INTERPRETATION: We did not find a statistically significant association between risk of VTE and use of TNF-α inhibitors, relative to nonbiologics, in patients with IBD overall. However, an association was evident for patients younger than 45 years and those with Crohn disease.
STUDY OBJECTIVE: To describe contemporary trends of P2Y12 inhibitor use in patients with acute coronary syndrome (ACS) and comorbid diabetes mellitus (DM) and/or chronic kidney disease (CKD) who have a higher risk of recurring ACS and may benefit from treatment with higher efficacy third-generation agents (prasugrel and ticagrelor).
DESIGN: Observational cohort study.
SETTING: A large U.S. commercial insurance program (2009-2015).
PATIENTS: P2Y12 inhibitor initiated within 2 weeks after an ACS event.
MEASUREMENTS AND MAIN RESULTS: We identified 98,649 P2Y12 inhibitor initiators, of whom 24.5% had comorbid DM (no CKD), 10.5% had CKD (no DM), and 12.6% had DM and CKD. Overall, 85.2% of patients initiated clopidogrel, followed by prasugrel (11.6%) and ticagrelor (3.2%). Prasugrel use decreased over time irrespective of preexisting DM and/or CKD; ticagrelor use increased. In logistic regression models accounting for patient demographics and clinical covariates, preexisting DM alone was not associated with prasugrel or ticagrelor versus clopidogrel treatment initiation; however, having CKD with or without DM significantly reduced the likelihood of receiving prasugrel versus clopidogrel (odds ratio [OR] 0.81, 95% confidence interval [CI] 0.74-0.88 for CKD alone; OR 0.91, 95% CI 0.83-0.98 for DM and CKD). Comorbid DM and CKD reduced the odds of initiating ticagrelor versus clopidogrel (OR 0.80, 95% CI 0.70-0.92).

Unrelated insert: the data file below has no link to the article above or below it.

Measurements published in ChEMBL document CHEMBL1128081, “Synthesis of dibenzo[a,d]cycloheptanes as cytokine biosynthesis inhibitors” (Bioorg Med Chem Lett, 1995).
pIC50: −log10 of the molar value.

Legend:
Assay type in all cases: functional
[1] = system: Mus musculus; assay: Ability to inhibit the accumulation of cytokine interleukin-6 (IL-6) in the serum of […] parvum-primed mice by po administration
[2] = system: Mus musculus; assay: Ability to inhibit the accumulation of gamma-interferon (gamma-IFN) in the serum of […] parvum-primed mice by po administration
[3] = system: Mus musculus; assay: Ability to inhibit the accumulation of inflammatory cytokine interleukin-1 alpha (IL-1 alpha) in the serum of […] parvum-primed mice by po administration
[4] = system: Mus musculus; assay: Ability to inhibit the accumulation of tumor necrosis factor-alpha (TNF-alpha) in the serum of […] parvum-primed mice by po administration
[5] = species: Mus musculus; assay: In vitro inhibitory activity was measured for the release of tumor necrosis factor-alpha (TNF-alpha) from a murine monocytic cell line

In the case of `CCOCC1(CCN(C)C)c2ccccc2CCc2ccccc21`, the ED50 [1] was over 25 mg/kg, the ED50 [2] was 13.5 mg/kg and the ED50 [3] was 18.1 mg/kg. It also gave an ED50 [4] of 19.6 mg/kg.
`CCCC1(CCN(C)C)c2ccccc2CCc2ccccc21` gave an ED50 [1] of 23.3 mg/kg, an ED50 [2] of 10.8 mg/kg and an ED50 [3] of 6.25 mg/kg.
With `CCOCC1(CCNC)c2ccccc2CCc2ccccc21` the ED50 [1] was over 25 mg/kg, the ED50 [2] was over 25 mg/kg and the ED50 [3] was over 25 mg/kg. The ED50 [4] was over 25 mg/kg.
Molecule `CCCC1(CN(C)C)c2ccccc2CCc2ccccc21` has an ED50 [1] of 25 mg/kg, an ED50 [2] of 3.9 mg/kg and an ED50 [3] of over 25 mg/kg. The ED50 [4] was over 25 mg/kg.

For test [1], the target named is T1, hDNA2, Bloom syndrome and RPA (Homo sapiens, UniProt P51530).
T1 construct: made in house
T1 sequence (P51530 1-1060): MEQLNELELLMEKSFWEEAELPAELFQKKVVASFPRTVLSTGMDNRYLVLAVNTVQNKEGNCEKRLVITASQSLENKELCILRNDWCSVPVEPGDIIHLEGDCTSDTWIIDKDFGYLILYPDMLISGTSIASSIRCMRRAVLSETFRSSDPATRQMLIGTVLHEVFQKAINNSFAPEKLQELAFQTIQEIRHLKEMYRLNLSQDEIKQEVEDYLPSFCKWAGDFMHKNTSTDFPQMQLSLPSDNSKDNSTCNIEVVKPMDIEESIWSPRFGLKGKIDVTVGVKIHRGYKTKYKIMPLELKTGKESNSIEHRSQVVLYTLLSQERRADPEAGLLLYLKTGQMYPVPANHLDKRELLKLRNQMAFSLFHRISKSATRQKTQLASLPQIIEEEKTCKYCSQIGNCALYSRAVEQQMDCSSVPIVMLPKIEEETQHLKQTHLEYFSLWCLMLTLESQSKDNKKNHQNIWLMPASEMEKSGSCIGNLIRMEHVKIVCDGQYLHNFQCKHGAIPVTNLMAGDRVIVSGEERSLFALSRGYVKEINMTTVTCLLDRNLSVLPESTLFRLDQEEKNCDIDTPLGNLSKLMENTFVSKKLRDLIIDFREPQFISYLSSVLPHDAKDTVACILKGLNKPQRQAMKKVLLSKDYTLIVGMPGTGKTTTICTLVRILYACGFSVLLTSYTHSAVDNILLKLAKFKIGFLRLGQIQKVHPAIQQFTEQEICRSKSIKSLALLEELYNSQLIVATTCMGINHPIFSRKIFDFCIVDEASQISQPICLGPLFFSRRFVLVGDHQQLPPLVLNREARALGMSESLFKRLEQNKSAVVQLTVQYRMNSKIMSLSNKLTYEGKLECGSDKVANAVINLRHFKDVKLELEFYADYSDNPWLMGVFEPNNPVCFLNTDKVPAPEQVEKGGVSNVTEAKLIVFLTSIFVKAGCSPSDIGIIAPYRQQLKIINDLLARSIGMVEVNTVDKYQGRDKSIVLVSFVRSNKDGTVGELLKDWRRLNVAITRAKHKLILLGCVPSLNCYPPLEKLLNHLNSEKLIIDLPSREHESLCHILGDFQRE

PRINCIPAL CONCLUSIONS: We observed lower or similar use of prasugrel and ticagrelor compared with clopidogrel in patients with ACS and comorbid DM and/or CKD. Given the potential for worse clinical outcomes with clopidogrel in these patients, our findings highlight the need to investigate the implications of these trends on recurrent ACS and bleeding events.